Eating Disorder Therapy for Women
Are you tired of feeling controlled by food and weight?
Recovery is possible!
The perfect is the enemy of the good.
Food and Weight at Center Stage
For someone suffering from an eating disorder or with symptoms of disordered eating, food and weight become a primary focus. This focus can dominate our thinking and behavior, causing us to feel worthless, out of control, or like we never get it right. In this context, we often enter a cycle of striving for impossible ideals and thus feel terrible when they are not attained.
But eating disorders are not really about food and weight. Food and the focus on weight and body image can become coping mechanisms to deal with uncomfortable or painful emotions or to help us feel more in control when feelings or situations seem over-whelming.
Eating Disorder Symptoms
> Depression, shame, or guilt about food or weight
> Adopting an overly restrictive diet
> Excessive focus on healthy eating
> Withdrawing from social activities
> Persistent worry about weight
> Frequent checking in the mirror for perceived flaws
> Skipping meals or making excuses for not eating
> Binging and/or purging
> Skewed view of weight and body image
> Eating in secret
Eating Disorders within a Trauma Context
As a women's trauma specialist, over time I have learned that for some clients, there are indeed specific traumas or painful events at the root of disordered eating; in this example, disordered eating becomes a way to cope with the painful emotions that result from the traumatic event. In order to address the eating disorder, it is vital also to utilize a trauma-informed approach to transform and heal from the traumatic event at its root.
In other cases, eating disorders can arise out of a deep unmet need or void in one's life. These needs are so painful that the eating disorder behavior is again used to cope with and prevent the exposure to painful emotions. This pain is so fundamental, often kept a secret, and usually involves self-blame, guilt, and shame -- these unmet needs and emotions are often experienced in a traumatic way, at least with regard to their intensity. With these strategies, we treat anorexia, bulimia, orthorexia, binge eating, sub-clinical issues with disordered eating, along with issues of body image and body dysmorphia.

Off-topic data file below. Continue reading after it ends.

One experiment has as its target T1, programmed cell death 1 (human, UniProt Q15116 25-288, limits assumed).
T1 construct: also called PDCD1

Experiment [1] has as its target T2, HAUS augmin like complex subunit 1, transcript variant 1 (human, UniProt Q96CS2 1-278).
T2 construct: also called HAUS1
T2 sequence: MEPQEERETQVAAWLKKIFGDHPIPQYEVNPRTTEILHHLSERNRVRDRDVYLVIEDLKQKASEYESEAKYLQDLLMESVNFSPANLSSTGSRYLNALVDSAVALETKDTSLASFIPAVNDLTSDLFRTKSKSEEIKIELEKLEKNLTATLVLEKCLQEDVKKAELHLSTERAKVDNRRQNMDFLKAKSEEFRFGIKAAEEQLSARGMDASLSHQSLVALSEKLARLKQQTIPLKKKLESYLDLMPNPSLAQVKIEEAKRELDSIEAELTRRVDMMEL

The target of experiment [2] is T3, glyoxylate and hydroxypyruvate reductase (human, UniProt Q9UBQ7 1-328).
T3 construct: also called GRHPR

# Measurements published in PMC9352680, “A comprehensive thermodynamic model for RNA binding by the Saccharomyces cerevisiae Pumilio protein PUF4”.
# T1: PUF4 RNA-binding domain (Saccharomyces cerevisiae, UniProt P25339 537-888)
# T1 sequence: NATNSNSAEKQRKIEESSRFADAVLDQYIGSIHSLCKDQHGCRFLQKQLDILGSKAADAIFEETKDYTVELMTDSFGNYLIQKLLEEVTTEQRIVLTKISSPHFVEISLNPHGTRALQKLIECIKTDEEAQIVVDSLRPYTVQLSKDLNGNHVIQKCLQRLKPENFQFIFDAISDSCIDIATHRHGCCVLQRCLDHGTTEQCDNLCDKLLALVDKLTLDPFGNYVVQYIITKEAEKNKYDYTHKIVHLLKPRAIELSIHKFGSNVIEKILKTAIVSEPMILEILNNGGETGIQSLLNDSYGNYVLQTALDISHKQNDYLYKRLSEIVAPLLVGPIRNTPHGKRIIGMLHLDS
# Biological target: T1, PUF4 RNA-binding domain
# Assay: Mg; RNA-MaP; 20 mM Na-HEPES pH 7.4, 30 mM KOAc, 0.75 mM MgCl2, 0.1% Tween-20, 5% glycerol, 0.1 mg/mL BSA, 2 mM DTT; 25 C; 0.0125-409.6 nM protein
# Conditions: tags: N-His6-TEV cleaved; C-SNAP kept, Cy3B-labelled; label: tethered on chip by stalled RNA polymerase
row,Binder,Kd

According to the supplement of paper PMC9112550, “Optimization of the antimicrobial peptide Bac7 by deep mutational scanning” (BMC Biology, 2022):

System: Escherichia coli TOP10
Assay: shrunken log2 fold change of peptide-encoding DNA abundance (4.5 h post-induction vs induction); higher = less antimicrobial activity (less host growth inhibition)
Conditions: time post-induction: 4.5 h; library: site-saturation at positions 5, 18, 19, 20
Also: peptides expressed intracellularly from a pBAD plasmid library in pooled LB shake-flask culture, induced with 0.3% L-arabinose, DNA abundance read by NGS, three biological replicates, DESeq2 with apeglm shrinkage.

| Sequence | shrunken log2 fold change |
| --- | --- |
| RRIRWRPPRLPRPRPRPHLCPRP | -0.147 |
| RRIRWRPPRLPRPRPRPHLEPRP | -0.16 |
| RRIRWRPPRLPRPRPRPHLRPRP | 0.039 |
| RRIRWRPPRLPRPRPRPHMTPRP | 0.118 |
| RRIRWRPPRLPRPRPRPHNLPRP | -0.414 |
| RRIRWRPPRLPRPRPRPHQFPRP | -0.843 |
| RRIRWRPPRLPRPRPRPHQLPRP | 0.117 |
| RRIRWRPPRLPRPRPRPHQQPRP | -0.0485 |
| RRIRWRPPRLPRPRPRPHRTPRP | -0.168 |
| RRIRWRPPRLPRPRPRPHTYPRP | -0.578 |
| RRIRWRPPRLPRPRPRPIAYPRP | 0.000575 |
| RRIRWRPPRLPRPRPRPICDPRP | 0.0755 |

How therapy can help
The goal of therapy for an eating disorder is to help you get back in touch with what you need in order to feel healthy, nourished, and fulfilled. Therapy from a trauma-informed approach will help you get to the root cause of the disordered eating behavior; this new found awareness often jumpstarts the behavior change and can begin to help alleviate symptoms. You will also identify new coping skills that will help you change eating disordered thoughts and behaviors in the present moment, helping to reduce symptoms and increase fulfillment as you work to restore the necessary balance in your life.